A deck can extend your living space and break up the lines of your home, adding visual appeal. Here, we will discuss tips and tricks for planning, building and maintaining your deck.
Before you begin, take a walk around your property to choose the best location. It is wise to ensure that you will make use of your new addition. Take note of the changes in sun and shade. This is especially important if you love to sunbathe or loathe direct sunlight. Many people build off the kitchen for dining and entertaining. A deck makes it easy for guests in a small home to spread out and relax. Be sure to check zoning regulations and homeowner's association requirements (if applicable), and know where your underground utilities are. Call Digger's Hotline at least three working days before you break ground. This nonprofit organization can save you from expensive repairs and serious or fatal injury.
Things to consider when building a deck include choosing the right materials. Use decking nails or screws, ring or spiral shanked. Other nails may pop up. Stainless will cost more but won't rust.
Use a semi-transparent or clear finish with UV blockers to maintain original wood color. Pre-stained, brown, pressure-treated wood will save time.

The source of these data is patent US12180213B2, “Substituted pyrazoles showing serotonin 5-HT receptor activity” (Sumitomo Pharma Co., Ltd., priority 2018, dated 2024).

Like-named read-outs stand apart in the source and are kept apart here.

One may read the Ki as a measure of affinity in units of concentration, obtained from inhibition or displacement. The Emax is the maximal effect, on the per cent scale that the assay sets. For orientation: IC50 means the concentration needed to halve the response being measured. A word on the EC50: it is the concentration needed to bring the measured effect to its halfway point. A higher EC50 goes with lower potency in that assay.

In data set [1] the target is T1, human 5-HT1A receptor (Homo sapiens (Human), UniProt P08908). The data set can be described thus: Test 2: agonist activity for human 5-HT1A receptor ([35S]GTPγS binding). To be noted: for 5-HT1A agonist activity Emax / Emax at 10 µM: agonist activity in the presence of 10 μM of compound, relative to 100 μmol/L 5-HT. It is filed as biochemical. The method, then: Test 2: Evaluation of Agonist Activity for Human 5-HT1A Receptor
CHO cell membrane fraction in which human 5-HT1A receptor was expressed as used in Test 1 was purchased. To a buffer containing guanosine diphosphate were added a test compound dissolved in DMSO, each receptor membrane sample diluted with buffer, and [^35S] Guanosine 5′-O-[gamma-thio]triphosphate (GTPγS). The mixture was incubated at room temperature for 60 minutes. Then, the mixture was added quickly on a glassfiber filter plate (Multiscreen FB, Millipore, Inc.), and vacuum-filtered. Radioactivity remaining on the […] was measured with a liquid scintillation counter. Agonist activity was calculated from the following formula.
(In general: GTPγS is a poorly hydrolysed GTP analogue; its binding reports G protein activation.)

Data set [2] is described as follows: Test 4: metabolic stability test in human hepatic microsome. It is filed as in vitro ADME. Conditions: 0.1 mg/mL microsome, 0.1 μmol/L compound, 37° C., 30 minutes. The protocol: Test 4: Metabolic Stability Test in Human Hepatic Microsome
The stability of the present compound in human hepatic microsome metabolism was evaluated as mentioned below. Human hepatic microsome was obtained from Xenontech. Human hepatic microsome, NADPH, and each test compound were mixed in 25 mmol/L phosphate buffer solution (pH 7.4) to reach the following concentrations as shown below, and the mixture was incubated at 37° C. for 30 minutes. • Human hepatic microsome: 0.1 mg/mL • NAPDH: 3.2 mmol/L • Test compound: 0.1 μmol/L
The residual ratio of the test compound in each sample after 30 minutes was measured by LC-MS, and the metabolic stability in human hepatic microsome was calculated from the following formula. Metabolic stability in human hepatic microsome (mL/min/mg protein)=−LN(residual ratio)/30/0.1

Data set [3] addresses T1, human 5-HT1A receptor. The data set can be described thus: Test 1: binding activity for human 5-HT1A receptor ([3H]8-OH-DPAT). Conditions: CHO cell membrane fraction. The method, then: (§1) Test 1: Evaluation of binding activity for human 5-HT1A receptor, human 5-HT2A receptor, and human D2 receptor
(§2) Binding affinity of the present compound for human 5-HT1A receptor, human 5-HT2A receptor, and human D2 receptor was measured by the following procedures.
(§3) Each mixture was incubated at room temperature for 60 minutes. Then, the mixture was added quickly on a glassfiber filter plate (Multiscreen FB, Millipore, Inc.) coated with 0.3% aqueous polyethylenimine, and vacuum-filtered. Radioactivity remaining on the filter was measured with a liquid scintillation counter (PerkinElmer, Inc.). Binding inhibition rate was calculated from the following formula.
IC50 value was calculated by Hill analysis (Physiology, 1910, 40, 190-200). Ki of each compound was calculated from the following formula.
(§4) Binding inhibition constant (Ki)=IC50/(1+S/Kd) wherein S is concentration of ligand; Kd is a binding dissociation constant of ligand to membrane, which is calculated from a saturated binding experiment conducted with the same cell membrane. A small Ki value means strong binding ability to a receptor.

Now that you're breaking ground, how low do you go? If you live where the ground freezes, you must dig past the depth of freezing - six inches is usually recommended. Also, when it comes to pillars, wider bottoms are better here; they help to prevent rising.
Make sure the deck is square. Square means that two intersecting lines create a 90-degree angle. If the frame is square, all else will go more smoothly - there will be fewer irregular cuts. Here is an easy trick: At an intersection, measure down one line and mark it at three feet. Measure down the other line and mark it at four feet. A straight line between the two will measure exactly five feet if the joints are square.
Proper maintenance ensures beauty, usefulness and longevity. Most decks will need to be treated with a sealer every two or three years to reduce discoloration, moisture damage and the risk of damage from wood-eating insects. Sweep the deck regularly, as leaves and debris retain moisture. Use a putty knife to clear in between boards.
A deck can add value and comfort to your home, and it can be a great do-it-yourself project. If you have good plans, the right tools and a strong back, you should be ready to go.
By Terra Fletcher